As Thanksgiving weekend approaches, Florida is home to an increase in coronavirus cases (across all age groups), hospitalizations and deaths.
One thing to remember: Around the holidays, data on the virus can get “weird,” as the COVID Tracking Project puts it. This means that the number of cases or deaths can quickly decrease, even if it does not reflect changes in real life.
Florida’s daily updates reflect data confirmed the previous day. So, especially when it comes to deaths, the numbers for Sunday and Monday are much lower than those for other days of the week. And that goes for the days immediately after the holidays: Reported deaths plummeted on Tuesdays after Memorial Day and Labor Day.
In addition to the oddities that might crop up in the reports, the numbers may soon look different for another reason: Experts warn millions of Americans visiting families for the holidays would override the viral wave. This would lead to even more epidemics across the country and kill many people who would not have died otherwise.
With that in mind, it’s worth taking stock of general trends in the state before the holiday begins.
The dead are rising again
From mid-October to early November, the number of new people reported dead from COVID-19 dropped rapidly. Florida has gone from reporting about 100 deaths a day to less than half. (This uses seven-day averages to account for the weekly reporting pattern.) At its lowest point, 42 deaths per day were reported around the first week of November.
But since then, the figures are rising immediately. As of this week, 75 Floridians are reported dead per day, the highest number in a month. It is now at the same level as in mid-July, just before the summer peak.
Adjusted for population, the increase in the number of deaths in Florida is lower than that of the United States as a whole. The Great Plains and Midwest states are seeing fatalities piling up the fastest right now.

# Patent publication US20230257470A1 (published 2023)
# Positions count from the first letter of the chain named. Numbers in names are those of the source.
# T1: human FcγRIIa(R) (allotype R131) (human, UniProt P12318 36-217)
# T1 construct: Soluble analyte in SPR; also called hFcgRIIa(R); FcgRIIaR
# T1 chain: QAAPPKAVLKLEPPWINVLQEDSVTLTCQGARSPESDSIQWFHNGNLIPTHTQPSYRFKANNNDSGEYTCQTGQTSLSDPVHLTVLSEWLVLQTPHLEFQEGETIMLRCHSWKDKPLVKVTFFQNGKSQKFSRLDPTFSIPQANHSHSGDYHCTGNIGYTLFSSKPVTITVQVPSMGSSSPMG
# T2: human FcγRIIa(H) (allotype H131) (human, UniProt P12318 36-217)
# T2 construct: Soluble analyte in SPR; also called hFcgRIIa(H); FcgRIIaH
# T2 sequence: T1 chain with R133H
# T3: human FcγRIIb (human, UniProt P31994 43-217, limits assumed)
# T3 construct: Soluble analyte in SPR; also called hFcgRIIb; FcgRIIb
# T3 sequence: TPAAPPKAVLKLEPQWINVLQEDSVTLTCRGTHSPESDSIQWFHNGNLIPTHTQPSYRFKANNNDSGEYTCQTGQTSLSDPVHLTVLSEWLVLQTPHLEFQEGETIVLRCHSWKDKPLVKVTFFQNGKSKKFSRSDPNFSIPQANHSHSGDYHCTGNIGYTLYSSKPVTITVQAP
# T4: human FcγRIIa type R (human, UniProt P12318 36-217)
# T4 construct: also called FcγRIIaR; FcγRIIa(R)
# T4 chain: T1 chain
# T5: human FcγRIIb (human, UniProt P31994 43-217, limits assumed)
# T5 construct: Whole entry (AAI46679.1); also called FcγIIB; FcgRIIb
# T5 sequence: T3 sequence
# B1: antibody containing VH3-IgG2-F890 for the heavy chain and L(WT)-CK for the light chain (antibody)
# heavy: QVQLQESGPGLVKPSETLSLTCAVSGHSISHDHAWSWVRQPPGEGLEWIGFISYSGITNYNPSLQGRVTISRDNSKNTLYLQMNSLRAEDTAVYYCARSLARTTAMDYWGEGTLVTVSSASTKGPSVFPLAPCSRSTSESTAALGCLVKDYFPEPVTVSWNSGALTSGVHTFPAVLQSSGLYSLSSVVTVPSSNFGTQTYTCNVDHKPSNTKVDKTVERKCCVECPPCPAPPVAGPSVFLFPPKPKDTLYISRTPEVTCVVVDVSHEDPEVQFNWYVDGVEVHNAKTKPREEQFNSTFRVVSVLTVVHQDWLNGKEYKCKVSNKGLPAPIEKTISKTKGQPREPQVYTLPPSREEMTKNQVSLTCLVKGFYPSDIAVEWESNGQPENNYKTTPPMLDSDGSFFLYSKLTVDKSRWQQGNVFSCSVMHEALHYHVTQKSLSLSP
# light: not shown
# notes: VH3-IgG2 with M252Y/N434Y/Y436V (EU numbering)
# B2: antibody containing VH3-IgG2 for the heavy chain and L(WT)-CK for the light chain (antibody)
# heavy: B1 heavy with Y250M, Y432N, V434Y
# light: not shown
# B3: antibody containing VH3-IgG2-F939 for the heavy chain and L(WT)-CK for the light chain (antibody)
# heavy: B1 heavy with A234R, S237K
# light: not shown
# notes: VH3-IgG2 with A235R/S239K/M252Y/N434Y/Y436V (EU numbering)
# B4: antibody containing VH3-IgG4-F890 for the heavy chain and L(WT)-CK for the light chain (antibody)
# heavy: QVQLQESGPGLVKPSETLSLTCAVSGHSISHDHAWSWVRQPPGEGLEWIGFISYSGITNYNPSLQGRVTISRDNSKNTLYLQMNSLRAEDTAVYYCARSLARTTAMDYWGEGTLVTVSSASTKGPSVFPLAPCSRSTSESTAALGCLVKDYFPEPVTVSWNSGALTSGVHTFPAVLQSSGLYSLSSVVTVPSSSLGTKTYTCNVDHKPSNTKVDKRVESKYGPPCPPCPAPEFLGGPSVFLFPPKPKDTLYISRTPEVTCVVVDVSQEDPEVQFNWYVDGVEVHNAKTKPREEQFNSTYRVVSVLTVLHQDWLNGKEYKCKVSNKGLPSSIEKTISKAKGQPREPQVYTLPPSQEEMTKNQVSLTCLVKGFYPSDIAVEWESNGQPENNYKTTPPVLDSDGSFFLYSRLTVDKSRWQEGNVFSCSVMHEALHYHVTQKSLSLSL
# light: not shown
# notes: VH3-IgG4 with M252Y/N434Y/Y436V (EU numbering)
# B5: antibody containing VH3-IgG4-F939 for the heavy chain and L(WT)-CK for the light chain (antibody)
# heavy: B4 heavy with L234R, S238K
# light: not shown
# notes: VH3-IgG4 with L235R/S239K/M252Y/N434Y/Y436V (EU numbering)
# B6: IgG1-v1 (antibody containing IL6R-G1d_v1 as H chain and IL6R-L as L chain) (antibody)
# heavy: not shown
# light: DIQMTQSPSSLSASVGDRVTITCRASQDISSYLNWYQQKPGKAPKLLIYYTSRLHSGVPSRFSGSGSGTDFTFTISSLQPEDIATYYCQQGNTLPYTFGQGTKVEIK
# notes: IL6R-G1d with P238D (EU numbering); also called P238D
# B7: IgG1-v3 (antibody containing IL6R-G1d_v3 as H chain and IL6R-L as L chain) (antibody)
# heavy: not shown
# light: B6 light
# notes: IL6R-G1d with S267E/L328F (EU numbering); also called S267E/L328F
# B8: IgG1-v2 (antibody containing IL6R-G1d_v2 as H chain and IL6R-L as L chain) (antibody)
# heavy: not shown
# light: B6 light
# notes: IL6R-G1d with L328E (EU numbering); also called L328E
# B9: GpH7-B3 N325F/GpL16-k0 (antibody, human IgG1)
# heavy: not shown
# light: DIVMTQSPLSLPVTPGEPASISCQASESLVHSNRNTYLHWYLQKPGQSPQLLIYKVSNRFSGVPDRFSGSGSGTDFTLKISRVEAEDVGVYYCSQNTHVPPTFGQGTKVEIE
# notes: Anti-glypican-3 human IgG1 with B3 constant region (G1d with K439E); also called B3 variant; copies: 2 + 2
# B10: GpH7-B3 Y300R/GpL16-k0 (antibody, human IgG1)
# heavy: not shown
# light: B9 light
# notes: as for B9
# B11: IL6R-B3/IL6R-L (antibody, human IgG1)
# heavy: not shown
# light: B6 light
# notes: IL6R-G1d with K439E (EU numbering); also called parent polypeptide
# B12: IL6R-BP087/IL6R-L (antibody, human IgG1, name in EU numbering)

Cases continue to increase rapidly – in all age groups.
As of this week, Florida has about 8,000 new cases per day. This number has increased, essentially without fail, since the beginning of October.
During the pandemic, spikes in cases among young adults foreshadowed those among the elderly. Today, cases are on the rise, regardless of age.
At its summer peak, there were almost 12,000 cases per day, meaning the number of cases in Florida is about two-thirds of the highest it has ever been. However, the state is testing more people now than it was in July, so even if the numbers reach or exceed that earlier high, that doesn’t mean the virus is as prevalent in real life this time around. .
Cases have also increased in long-term care facilities like nursing homes. The number of currently reported positive residents at these establishments hit a low of less than 750 in late October, but has nearly doubled in three weeks. Over the past week, it has remained stable, at around 1,400 current cases. More than 7,000 of the 18,000 deaths from COVID-19 in Florida are nursing home residents.
Hospitalizations are also increasing
One of the best indicators of whether the pandemic is improving or worsening is the number of people currently hospitalized for COVID-19. That number peaked in late July, just between the peak of cases and the peak of reported deaths.
Statewide, it has increased since mid-October, from around 2,000 to over 3,500 today. The level returned to its level at the end of August. This is still well below the peak, when more than 9,000 patients were hospitalized at the same time in July.
The problem is worse in two neighboring rural counties: DeSoto and Highlands. This week, around 80 patients have been hospitalized with COVID-19 in those counties, more than at any time since the state began releasing data in July.
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